Article by: Coop Cooper
A.K.A. The Small Town Critic
Sarah (Elizabeth Olsen) accompanies her father (Adam Trese) and Uncle Peter (Eric Sheffer Stevens) to their old summer home in upstate New York to pack up their belongings before selling it. The house is without power and has been vandalized by local hoodlums, prompting boards on all of the windows and padlocked chains on the doors. After her uncle leaves she runs into an old childhood friend in the front yard whom she doesn’t seem to remember. Back inside the house, her father disappears and she soon finds herself trapped inside and menaced by unseen intruders.
While the premise is familiar, the method behind its filming is an oddity. “Silent House” is presented as one long, continuous take that lasts the duration of the entire film which clocks in around 1 hour and 20 minutes. It was carefully choreographed and shot on a top-of-the-line DSLR still camera, the Canon 5D Mark II (retailing for about $2000), with minimal crew and equipment. Those who know this equipment realize that one long continuous shot is impossible. The camera and media have a 12 minute recording limit, so very creative transitions were needed to hide the cuts.
Alfred Hitchcock tried a similar experiment with the film “Rope” in which he used rotating sets for his 10-minute scene takes (the time limitation for a film magazine) to present the film as if it were a live-action play unfolding in front of the audience. However, whereas Hitchcock was tied down by large cameras on dollies and a soundstage, “Silent House” goes the handheld camera route. A few other filmmakers over the years have tried this method – Mike Figgis did something similar with his film “Timecode” – but it is still an experimental process that could easily result in a cinematic disaster, even in the most skilled hands.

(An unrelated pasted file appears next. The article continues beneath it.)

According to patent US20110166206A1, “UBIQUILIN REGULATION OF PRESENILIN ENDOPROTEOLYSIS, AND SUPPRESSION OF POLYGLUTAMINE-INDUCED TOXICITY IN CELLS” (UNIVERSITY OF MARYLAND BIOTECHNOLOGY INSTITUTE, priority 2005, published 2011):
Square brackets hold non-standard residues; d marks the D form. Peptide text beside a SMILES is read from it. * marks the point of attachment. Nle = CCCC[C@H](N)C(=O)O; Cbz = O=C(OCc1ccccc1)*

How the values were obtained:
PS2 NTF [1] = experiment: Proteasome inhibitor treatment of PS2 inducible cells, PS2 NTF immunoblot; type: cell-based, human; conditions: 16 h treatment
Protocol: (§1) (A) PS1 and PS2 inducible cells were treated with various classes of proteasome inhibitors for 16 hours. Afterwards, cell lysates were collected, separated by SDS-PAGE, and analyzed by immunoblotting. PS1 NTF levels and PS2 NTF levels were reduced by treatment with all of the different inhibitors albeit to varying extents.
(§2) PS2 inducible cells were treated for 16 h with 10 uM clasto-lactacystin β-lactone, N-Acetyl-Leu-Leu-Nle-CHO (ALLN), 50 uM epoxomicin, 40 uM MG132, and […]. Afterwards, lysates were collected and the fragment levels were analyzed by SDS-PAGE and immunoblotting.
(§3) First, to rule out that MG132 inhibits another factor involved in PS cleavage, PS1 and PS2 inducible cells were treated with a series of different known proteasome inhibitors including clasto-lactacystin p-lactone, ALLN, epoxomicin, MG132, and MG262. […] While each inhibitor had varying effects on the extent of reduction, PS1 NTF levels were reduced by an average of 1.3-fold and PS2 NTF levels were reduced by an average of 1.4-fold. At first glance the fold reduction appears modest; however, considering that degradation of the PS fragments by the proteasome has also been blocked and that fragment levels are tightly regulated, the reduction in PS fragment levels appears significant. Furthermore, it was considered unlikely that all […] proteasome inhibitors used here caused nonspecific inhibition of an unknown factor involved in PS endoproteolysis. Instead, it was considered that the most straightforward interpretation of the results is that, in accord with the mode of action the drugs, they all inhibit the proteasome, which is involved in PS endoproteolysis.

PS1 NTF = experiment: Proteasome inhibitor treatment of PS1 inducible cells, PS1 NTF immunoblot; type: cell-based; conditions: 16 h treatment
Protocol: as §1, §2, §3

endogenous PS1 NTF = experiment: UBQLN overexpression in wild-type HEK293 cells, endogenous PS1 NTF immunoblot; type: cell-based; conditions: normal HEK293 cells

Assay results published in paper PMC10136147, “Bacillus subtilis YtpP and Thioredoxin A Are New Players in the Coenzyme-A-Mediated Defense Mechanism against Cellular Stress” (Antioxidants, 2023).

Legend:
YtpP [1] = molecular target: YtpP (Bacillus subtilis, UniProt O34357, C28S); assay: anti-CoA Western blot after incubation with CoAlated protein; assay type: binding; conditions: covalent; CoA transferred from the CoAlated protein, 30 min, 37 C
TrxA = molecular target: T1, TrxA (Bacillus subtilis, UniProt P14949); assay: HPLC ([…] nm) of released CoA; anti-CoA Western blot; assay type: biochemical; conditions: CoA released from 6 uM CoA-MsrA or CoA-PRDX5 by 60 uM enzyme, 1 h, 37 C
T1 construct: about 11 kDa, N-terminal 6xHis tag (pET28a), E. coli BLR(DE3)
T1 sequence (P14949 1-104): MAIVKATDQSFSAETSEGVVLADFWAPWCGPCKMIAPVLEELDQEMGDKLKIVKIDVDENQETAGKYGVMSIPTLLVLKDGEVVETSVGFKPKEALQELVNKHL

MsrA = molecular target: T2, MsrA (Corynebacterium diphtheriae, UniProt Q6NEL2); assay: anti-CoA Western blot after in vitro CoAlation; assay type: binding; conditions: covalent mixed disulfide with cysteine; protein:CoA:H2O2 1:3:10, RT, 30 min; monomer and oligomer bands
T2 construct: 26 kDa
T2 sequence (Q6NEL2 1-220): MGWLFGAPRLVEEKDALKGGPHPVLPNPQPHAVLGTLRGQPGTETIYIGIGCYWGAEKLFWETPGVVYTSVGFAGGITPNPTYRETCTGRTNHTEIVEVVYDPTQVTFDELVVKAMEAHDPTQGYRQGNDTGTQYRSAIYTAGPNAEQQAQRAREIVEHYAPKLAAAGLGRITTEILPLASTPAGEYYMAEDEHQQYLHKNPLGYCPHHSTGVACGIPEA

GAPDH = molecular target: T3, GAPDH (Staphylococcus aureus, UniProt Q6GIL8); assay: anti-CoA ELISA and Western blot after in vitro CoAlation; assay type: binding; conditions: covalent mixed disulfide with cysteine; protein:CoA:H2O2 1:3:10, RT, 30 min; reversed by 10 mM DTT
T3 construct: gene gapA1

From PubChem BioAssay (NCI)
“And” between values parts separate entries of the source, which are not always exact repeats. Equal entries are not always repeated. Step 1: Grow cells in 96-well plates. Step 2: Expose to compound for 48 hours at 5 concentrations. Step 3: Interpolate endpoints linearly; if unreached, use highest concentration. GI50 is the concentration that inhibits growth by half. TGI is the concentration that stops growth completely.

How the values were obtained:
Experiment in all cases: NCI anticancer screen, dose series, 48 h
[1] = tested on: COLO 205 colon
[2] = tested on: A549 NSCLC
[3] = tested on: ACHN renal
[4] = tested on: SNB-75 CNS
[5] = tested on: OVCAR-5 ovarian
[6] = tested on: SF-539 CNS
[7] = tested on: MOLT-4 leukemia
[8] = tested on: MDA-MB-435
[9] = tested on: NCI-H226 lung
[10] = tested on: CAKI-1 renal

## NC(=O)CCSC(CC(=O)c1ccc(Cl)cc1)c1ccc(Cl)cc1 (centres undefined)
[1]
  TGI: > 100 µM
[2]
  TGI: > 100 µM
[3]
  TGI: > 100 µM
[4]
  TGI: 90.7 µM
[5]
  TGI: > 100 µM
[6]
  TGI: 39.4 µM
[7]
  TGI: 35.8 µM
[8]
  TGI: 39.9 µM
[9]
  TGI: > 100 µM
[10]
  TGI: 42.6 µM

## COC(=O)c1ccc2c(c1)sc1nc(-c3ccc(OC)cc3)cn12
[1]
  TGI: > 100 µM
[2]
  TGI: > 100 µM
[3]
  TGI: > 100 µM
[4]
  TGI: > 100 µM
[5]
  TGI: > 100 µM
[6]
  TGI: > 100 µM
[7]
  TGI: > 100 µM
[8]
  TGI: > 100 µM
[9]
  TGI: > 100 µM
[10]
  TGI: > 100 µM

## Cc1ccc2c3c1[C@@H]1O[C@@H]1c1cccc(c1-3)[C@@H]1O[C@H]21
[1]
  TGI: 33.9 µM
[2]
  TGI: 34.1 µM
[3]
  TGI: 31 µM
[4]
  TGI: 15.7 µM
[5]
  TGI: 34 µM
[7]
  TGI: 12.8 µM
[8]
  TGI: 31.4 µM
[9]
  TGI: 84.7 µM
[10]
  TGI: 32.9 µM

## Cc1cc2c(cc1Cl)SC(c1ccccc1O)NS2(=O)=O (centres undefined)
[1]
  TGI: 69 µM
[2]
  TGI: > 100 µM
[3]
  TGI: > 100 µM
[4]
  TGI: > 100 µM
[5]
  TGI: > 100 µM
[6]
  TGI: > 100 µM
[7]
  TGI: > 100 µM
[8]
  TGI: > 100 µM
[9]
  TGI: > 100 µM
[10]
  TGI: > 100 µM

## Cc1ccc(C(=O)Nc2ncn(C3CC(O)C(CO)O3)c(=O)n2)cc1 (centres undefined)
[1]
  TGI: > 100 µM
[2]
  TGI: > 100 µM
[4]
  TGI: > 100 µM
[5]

“Silent House” is actually a remake of the film “La Casa Muda” from Uruguay. I attempted to watch the original several months ago but became impatient with its slow pace and the lead actress screaming nonstop in subtitles, so I gave up on it halfway through. This American remake is much more compelling, but due to the nature of its filming, there were still long slow parts. A patient viewer might enjoy the relentless suspense and the surreal, twist ending. I’m afraid most audiences will find it too slow and boring to enjoy. It’s not the ‘found footage’ genre they are used to seeing like the successful “Paranormal Activity” films.
If audiences fail to accept “Silent House” it will not be due to the acting. “Martha Marcy May Marlene” star Elizabeth Olsen delivers another fine performance under exceptionally difficult circumstances. While she may have been snubbed for an Oscar for “Martha,” I doubt “Silent House” will give her any further recognition other than impressing filmmakers into casting her into A-list lead roles. I’m still convinced she has an Academy Award on her horizon so keep looking out for her.
So a ‘true’ one-take movie still hasn’t technically happened. The big question is should it? The methods used in “Silent House” and others from the past resulted largely in critical and commercial bombs. To do an entire movie in one single take could be infinitely frustrating. Anything from lousy overacting to a cameraman tripping could ruin even the best take. The technology does currently exist to attempt it. I think most competent filmmakers would know better but eventually someone will give it a shot. Stay tuned for that review when it happens, but unless it’s done with above-average competency like “Silent House,” I won’t even bother to see it.
Rating: 3 out of 5 stars